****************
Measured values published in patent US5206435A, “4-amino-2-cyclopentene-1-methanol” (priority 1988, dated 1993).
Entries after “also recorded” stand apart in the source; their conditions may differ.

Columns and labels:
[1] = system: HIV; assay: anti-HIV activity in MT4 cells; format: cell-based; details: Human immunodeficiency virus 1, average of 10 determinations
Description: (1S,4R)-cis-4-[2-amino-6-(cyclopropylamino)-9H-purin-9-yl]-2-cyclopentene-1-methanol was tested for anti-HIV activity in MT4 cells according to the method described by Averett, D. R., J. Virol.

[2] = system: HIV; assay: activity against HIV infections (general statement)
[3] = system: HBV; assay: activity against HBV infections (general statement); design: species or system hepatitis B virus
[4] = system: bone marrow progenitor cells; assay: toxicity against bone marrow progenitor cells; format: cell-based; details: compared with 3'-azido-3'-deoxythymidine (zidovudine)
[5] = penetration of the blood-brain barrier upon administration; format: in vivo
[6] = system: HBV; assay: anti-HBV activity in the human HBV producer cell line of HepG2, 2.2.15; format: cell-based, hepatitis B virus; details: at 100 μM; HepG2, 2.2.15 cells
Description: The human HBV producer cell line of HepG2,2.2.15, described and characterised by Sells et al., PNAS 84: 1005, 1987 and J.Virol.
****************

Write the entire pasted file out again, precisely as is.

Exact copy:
Measured values published in patent US5206435A, “4-amino-2-cyclopentene-1-methanol” (priority 1988, dated 1993).
Entries after “also recorded” stand apart in the source; their conditions may differ.

Columns and labels:
[1] = system: HIV; assay: anti-HIV activity in MT4 cells; format: cell-based; details: Human immunodeficiency virus 1, average of 10 determinations
Description: (1S,4R)-cis-4-[2-amino-6-(cyclopropylamino)-9H-purin-9-yl]-2-cyclopentene-1-methanol was tested for anti-HIV activity in MT4 cells according to the method described by Averett, D. R., J. Virol.

[2] = system: HIV; assay: activity against HIV infections (general statement)
[3] = system: HBV; assay: activity against HBV infections (general statement); design: species or system hepatitis B virus
[4] = system: bone marrow progenitor cells; assay: toxicity against bone marrow progenitor cells; format: cell-based; details: compared with 3'-azido-3'-deoxythymidine (zidovudine)
[5] = penetration of the blood-brain barrier upon administration; format: in vivo
[6] = system: HBV; assay: anti-HBV activity in the human HBV producer cell line of HepG2, 2.2.15; format: cell-based, hepatitis B virus; details: at 100 μM; HepG2, 2.2.15 cells
Description: The human HBV producer cell line of HepG2,2.2.15, described and characterised by Sells et al., PNAS 84: 1005, 1987 and J.Virol.